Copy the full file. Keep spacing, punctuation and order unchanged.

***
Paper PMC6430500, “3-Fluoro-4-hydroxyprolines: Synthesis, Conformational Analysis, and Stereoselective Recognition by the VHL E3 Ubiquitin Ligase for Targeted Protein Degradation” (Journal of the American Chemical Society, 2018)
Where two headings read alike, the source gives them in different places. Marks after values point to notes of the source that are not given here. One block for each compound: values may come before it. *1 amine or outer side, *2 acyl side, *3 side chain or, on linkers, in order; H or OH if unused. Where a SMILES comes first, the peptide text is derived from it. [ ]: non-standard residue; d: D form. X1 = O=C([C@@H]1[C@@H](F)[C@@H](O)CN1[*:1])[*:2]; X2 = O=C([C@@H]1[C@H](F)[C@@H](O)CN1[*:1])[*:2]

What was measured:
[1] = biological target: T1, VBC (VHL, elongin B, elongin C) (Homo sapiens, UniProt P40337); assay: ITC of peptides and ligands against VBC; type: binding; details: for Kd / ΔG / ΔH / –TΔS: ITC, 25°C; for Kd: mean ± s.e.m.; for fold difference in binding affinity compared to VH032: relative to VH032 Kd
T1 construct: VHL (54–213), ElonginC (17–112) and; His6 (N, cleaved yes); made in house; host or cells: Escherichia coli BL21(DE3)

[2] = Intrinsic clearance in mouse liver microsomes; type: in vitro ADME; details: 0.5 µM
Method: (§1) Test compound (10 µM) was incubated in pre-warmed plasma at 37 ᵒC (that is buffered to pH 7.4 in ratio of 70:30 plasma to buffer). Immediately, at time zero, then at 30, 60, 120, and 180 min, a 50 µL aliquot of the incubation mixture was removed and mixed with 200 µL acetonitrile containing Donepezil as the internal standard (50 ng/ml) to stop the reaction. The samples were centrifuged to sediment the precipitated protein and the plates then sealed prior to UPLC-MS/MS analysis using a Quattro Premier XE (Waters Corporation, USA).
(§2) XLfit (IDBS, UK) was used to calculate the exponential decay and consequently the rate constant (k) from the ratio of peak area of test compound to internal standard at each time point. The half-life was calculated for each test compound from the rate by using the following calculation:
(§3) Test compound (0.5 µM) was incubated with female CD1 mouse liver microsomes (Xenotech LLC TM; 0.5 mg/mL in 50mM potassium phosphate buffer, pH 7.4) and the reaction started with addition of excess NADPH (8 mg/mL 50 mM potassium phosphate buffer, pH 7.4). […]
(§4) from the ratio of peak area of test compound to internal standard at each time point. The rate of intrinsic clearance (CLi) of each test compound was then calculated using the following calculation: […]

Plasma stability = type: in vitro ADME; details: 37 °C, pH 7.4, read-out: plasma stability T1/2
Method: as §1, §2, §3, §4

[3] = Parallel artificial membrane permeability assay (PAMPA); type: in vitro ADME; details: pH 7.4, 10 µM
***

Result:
Paper PMC6430500, “3-Fluoro-4-hydroxyprolines: Synthesis, Conformational Analysis, and Stereoselective Recognition by the VHL E3 Ubiquitin Ligase for Targeted Protein Degradation” (Journal of the American Chemical Society, 2018)
Where two headings read alike, the source gives them in different places. Marks after values point to notes of the source that are not given here. One block for each compound: values may come before it. *1 amine or outer side, *2 acyl side, *3 side chain or, on linkers, in order; H or OH if unused. Where a SMILES comes first, the peptide text is derived from it. [ ]: non-standard residue; d: D form. X1 = O=C([C@@H]1[C@@H](F)[C@@H](O)CN1[*:1])[*:2]; X2 = O=C([C@@H]1[C@H](F)[C@@H](O)CN1[*:1])[*:2]

What was measured:
[1] = biological target: T1, VBC (VHL, elongin B, elongin C) (Homo sapiens, UniProt P40337); assay: ITC of peptides and ligands against VBC; type: binding; details: for Kd / ΔG / ΔH / –TΔS: ITC, 25°C; for Kd: mean ± s.e.m.; for fold difference in binding affinity compared to VH032: relative to VH032 Kd
T1 construct: VHL (54–213), ElonginC (17–112) and; His6 (N, cleaved yes); made in house; host or cells: Escherichia coli BL21(DE3)

[2] = Intrinsic clearance in mouse liver microsomes; type: in vitro ADME; details: 0.5 µM
Method: (§1) Test compound (10 µM) was incubated in pre-warmed plasma at 37 ᵒC (that is buffered to pH 7.4 in ratio of 70:30 plasma to buffer). Immediately, at time zero, then at 30, 60, 120, and 180 min, a 50 µL aliquot of the incubation mixture was removed and mixed with 200 µL acetonitrile containing Donepezil as the internal standard (50 ng/ml) to stop the reaction. The samples were centrifuged to sediment the precipitated protein and the plates then sealed prior to UPLC-MS/MS analysis using a Quattro Premier XE (Waters Corporation, USA).
(§2) XLfit (IDBS, UK) was used to calculate the exponential decay and consequently the rate constant (k) from the ratio of peak area of test compound to internal standard at each time point. The half-life was calculated for each test compound from the rate by using the following calculation:
(§3) Test compound (0.5 µM) was incubated with female CD1 mouse liver microsomes (Xenotech LLC TM; 0.5 mg/mL in 50mM potassium phosphate buffer, pH 7.4) and the reaction started with addition of excess NADPH (8 mg/mL 50 mM potassium phosphate buffer, pH 7.4). […]
(§4) from the ratio of peak area of test compound to internal standard at each time point. The rate of intrinsic clearance (CLi) of each test compound was then calculated using the following calculation: […]

Plasma stability = type: in vitro ADME; details: 37 °C, pH 7.4, read-out: plasma stability T1/2
Method: as §1, §2, §3, §4

[3] = Parallel artificial membrane permeability assay (PAMPA); type: in vitro ADME; details: pH 7.4, 10 µM